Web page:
I’ve had friends in the Spec Ops community whose lives have essentially gone downhill ever since leaving the military. I understand that only too well. It’s hard to fully describe the Spec Ops experience to anyone who hasn’t been there: not only the training and exceptional level of performance, but also the sense of team and community. It’s something that burns so deep it’s hard to put into words. And it’s easy to think, “I will never have anything like that again.”
Once you’ve been part of such an intensely high-achieving community, it’s natural to feel that nothing else you could possibly do will ever come close to equaling that experience. The way these guys see it, nothing in civilian life could even begin to compare with being a SEAL, Delta, Ranger, or whatever. In their worldview, the rest of life automatically pales. In a sense, they feel their lives have to go downhill.
You don’t have to be in Spec Ops, or in the military at all, to see this. You’ve probably got friends who can’t stop talking about their college football days, the old neighborhood, or the way things were when they first joined the company as young pups. Blah blah blah. People have been torpedoing their own chances of success by their addictive attachment to the “good old days.”
There’s a word for that point of view: “settling.”
Fortunately, that’s not what happens for most of us. The majority of guys I’ve known in Spec Ops refuse to accept that defeatist verdict, refuse to entertain the notion that the quality, juice, and excitement of our lives have to decline simply because we’re no longer serving on the battlefield of war. Here in the civilian field, we have our own battle cry: “Never settle.”
Refusing to settle will often mean you’ll have to make hard choices. You’ll find yourself in a situation where the present course of events is… acceptable. Reasonable enough. Not perfect, but pretty good. And who wants to risk rocking the boat, right? So what do you do?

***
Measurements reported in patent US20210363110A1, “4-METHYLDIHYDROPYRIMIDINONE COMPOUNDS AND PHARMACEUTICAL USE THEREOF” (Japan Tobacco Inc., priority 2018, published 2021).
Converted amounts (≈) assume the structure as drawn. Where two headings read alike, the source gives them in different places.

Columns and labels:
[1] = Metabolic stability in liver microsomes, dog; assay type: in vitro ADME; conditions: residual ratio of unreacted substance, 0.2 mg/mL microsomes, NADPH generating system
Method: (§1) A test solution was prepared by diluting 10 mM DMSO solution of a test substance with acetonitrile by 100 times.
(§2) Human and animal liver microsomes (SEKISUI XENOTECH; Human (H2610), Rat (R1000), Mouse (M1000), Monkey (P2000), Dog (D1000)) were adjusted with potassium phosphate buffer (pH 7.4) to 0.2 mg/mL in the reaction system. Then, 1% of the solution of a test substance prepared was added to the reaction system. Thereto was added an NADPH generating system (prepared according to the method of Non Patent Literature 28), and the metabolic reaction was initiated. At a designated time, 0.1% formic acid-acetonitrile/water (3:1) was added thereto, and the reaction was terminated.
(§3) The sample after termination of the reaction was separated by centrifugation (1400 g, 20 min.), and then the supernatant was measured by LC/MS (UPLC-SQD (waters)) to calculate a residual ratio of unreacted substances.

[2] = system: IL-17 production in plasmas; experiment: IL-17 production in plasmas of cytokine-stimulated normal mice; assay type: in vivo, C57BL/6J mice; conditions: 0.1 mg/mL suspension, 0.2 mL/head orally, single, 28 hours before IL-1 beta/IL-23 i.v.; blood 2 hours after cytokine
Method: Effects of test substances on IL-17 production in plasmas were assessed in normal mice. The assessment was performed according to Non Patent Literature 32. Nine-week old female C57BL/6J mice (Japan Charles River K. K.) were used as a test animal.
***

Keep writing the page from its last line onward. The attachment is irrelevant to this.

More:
Rock the boat.
The book whose excerpt you’re reading was originally contracted to be published by a different publisher. Good people and a good house, but they weren’t really a business publisher, and their hearts weren’t in it. At one point, we decided to pull out and look for a different home. We had to pay back the original advance (ouch) and delay publication (ouch again). It was a royal pain in the ass for everyone involved. But we ended up placing the book at Portfolio, a company that in the business publishing world is excellence personified. Publishing partners don’t get any better than this.
Sometimes it’s better to rock the boat now than see it crash or take on water and slowly sink later.
By the way, when I say “never settle,” I don’t mean that in legal terms. Any businessperson who claims “I never settle a lawsuit” is an idiot or a blowhard. Lawsuits, unfortunately, are a fact of life in modern business, and settling suits is sometimes both clever and necessary. Other times it isn’t because the other side is bluffing. I can’t tell you which is which; that’s why you need an excellent lawyer you trust.
There’s a suit right now that my lawyers have urged me to file. Someone has violated the terms of an agreement, and I’m told I could easily win a hundred grand if I would just file. I’m not doing it. Life is too short, too sweet, and too precious to get entangled in that crap unless it’s absolutely necessary. When it comes to lawsuits, I’m with Sun Tzu: the supreme art of war is to subdue the enemy without fighting.
“Never settle” also doesn’t mean never compromise. Real-life is full of compromise, and so is real business. This is something I’ve noticed former Spec Ops guys sometimes have a hard time learning. SEALs will go through brick walls; it’s what we’re trained to do. But you can’t balls-and-bluster your way through a complex business negotiation. Good business takes sensitivity and nuance, not just supreme confidence and outstanding performance.
“Never settle” doesn’t mean you become a bull in a china shop. It simply means this: you refuse to accept mediocrity. It blows my mind how many people will accept a half-assed job, in others and even in themselves, as “good enough.” I have learned to be a patient man, but that is something I have no patience for.
Thomas Watson, the legendary CEO of IBM, gave this formula for achieving excellence: “As of this second, quit doing less than excellent work.”
Pretty simple, isn’t it?
This is an excerpt from former Navy SEAL turned CEO and New York Times bestselling author Brandon’s book, Total Focus.
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